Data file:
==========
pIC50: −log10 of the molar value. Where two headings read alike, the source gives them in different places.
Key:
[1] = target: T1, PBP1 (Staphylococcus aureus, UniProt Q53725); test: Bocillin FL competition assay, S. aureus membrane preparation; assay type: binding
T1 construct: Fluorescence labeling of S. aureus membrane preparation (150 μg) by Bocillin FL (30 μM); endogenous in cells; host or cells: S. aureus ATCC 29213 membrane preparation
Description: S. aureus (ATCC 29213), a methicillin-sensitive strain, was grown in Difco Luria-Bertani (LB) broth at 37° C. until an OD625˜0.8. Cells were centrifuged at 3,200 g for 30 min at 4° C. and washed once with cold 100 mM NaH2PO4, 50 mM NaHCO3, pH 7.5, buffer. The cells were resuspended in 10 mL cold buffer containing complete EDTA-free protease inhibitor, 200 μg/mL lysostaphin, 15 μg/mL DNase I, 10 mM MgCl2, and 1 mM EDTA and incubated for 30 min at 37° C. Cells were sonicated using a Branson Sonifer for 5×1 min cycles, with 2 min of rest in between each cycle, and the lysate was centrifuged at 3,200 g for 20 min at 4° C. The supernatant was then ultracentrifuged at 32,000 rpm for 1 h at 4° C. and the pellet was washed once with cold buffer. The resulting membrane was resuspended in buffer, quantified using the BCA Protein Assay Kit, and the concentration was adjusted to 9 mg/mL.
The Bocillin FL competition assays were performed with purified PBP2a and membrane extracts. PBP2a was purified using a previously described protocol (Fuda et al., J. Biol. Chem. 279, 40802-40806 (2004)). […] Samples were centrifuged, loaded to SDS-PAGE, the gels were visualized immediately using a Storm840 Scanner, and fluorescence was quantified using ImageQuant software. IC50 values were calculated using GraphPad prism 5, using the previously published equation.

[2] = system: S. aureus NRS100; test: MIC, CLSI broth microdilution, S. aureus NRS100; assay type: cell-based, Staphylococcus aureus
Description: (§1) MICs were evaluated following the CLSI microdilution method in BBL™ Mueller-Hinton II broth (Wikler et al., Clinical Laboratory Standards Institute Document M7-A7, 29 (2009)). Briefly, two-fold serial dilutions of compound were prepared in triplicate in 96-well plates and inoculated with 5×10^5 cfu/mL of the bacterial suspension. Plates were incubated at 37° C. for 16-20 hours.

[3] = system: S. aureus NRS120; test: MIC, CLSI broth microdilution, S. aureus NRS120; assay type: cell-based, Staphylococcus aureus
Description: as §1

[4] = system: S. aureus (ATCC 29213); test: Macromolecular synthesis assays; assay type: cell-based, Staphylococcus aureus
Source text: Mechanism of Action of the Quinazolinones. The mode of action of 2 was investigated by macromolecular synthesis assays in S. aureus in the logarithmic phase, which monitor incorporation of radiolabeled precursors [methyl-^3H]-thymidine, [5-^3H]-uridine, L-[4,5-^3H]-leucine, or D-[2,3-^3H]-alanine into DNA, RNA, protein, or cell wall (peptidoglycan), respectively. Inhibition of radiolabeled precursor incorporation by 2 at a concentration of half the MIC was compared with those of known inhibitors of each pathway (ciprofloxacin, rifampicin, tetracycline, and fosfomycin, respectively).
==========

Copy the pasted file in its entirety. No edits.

pIC50: −log10 of the molar value. Where two headings read alike, the source gives them in different places.
Key:
[1] = target: T1, PBP1 (Staphylococcus aureus, UniProt Q53725); test: Bocillin FL competition assay, S. aureus membrane preparation; assay type: binding
T1 construct: Fluorescence labeling of S. aureus membrane preparation (150 μg) by Bocillin FL (30 μM); endogenous in cells; host or cells: S. aureus ATCC 29213 membrane preparation
Description: S. aureus (ATCC 29213), a methicillin-sensitive strain, was grown in Difco Luria-Bertani (LB) broth at 37° C. until an OD625˜0.8. Cells were centrifuged at 3,200 g for 30 min at 4° C. and washed once with cold 100 mM NaH2PO4, 50 mM NaHCO3, pH 7.5, buffer. The cells were resuspended in 10 mL cold buffer containing complete EDTA-free protease inhibitor, 200 μg/mL lysostaphin, 15 μg/mL DNase I, 10 mM MgCl2, and 1 mM EDTA and incubated for 30 min at 37° C. Cells were sonicated using a Branson Sonifer for 5×1 min cycles, with 2 min of rest in between each cycle, and the lysate was centrifuged at 3,200 g for 20 min at 4° C. The supernatant was then ultracentrifuged at 32,000 rpm for 1 h at 4° C. and the pellet was washed once with cold buffer. The resulting membrane was resuspended in buffer, quantified using the BCA Protein Assay Kit, and the concentration was adjusted to 9 mg/mL.
The Bocillin FL competition assays were performed with purified PBP2a and membrane extracts. PBP2a was purified using a previously described protocol (Fuda et al., J. Biol. Chem. 279, 40802-40806 (2004)). […] Samples were centrifuged, loaded to SDS-PAGE, the gels were visualized immediately using a Storm840 Scanner, and fluorescence was quantified using ImageQuant software. IC50 values were calculated using GraphPad prism 5, using the previously published equation.

[2] = system: S. aureus NRS100; test: MIC, CLSI broth microdilution, S. aureus NRS100; assay type: cell-based, Staphylococcus aureus
Description: (§1) MICs were evaluated following the CLSI microdilution method in BBL™ Mueller-Hinton II broth (Wikler et al., Clinical Laboratory Standards Institute Document M7-A7, 29 (2009)). Briefly, two-fold serial dilutions of compound were prepared in triplicate in 96-well plates and inoculated with 5×10^5 cfu/mL of the bacterial suspension. Plates were incubated at 37° C. for 16-20 hours.

[3] = system: S. aureus NRS120; test: MIC, CLSI broth microdilution, S. aureus NRS120; assay type: cell-based, Staphylococcus aureus
Description: as §1

[4] = system: S. aureus (ATCC 29213); test: Macromolecular synthesis assays; assay type: cell-based, Staphylococcus aureus
Source text: Mechanism of Action of the Quinazolinones. The mode of action of 2 was investigated by macromolecular synthesis assays in S. aureus in the logarithmic phase, which monitor incorporation of radiolabeled precursors [methyl-^3H]-thymidine, [5-^3H]-uridine, L-[4,5-^3H]-leucine, or D-[2,3-^3H]-alanine into DNA, RNA, protein, or cell wall (peptidoglycan), respectively. Inhibition of radiolabeled precursor incorporation by 2 at a concentration of half the MIC was compared with those of known inhibitors of each pathway (ciprofloxacin, rifampicin, tetracycline, and fosfomycin, respectively).